One of the key processes in melting for casting products is the control of their chemical composition, i.e. to ensure that the 5 elements, namely carbon (C), sulfur (S), silicon (Si), manganese (Mn),and phosphorus (P), are within the required material specifications.
But how they should be controlled, what tests should be used, with what methods and standards, these should be determined before the start or production in order to meet the customer requirements.
First, it is important to confirm with customers beforehand on what standards to follow, such as Chinese, European or American, as well as the acceptance criteria and testing methods.
In the melting process, different factories have different methods to control the main carbon content along with the other chemical elements. Typically the carbon silicon testers at the furnace, the spectrometer and/or the carbon sulfur tester are used, but the readings from these three methods are all slightly different.
When customers have no specific requirement on how the carbon content is tested, the use of carbon sulfur tester for testing the carbon content, based on standards of China’s foundry industry, is generally accepted and their readings are usually considered the most authoritative.
Customers sometimes complain that the products they’ve received show a lower carbon content which do not meet the technical requirement. But the foundries would then produce test reports for carbon content from the carbon silicon tester at the furnace to show that the results meet the requirement. The discrepancies are usually results of different testing methods by the two parties, with customers using spectrometers to obtain the carbon content level.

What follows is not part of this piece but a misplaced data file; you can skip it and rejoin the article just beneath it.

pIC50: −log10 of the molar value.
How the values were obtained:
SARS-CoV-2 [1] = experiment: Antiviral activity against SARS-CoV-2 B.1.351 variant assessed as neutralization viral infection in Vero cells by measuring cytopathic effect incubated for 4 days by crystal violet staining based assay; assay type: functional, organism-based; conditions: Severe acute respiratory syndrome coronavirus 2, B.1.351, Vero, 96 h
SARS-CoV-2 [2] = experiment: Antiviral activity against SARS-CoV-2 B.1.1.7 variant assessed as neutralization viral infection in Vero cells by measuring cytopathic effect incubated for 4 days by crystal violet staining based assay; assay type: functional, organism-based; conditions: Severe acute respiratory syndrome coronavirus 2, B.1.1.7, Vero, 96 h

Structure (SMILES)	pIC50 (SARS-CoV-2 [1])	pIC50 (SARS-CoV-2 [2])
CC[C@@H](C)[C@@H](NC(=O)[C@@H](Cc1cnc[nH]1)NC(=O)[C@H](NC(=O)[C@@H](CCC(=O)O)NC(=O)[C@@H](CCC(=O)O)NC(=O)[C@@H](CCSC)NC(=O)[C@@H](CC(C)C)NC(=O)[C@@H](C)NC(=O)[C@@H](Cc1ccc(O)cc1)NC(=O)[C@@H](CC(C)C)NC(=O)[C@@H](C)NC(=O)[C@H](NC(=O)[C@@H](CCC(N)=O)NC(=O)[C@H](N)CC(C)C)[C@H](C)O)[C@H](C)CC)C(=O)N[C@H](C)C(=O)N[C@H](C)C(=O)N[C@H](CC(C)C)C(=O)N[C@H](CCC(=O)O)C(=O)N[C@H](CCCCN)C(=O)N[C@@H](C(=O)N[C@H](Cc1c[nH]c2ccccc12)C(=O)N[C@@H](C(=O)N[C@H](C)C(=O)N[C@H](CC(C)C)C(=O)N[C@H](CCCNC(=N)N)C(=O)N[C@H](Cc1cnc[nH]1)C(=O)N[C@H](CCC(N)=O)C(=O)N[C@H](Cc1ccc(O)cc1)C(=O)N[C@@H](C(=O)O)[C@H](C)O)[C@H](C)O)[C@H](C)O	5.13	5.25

So what type of tests are the most reliable? Other than confirming the acceptance standards and testing methods with customers first, the experienced foundries would use carbon silicon tester at furnace for quick analysis to adjust the carbon content of the molten metal and use the carbon readings from the carbon sulfur testers as the basis for conformity, while relying on the spectrometer readout for the other elements. Moreover, they would periodically calibrate the carbon sulfur testers and the carbon silicon testers at furnace, and compare the carbon readings from the carbon sulfur testers with that of the carbon silicon testers at furnace to ensure consistence between the test results from the two methods.
By Felix SS YUAN
Primary failure Modes:
1. Defective material, i.e. raw materials failed.
2. Metallurgical structure defects caused by improper heat treatment process.
3. Premature failure caused by uneven ball blast or no ball blasting process.
4. Leaf geometric dimension tolerances too large or improperly assembled.
5. Surface quality and appearance:
a)There should be no cracks, flashes, scratches, rust, or other defects harmful to the use of the spring reed surface;
b)The leaf spring assembly should be painted, but no paint on the inner surface of the leaf spring eye bushing (except for rubber bushings). Other rust prevention measures should be taken instead;
c)Fatigue cracking at the surface etching pits. The surface protection layer of the leaf spring is peeled off in use leading to the fatigue crack under high stress.
6. Lower hardness of the leaf spring may lead to reduction of the leaf spring life.
Key preventive measures:
●Pre-delivery inspection items: a) Permanent deformation; b) Static load arch height; c) Stiffness; d) Bushing eye O.D.; e) Verticality of the shackle; f) Parallelism of the shackle; g) Width of the assembly; h) Surface quality, i) Width of the shackle; j) Reed hardness.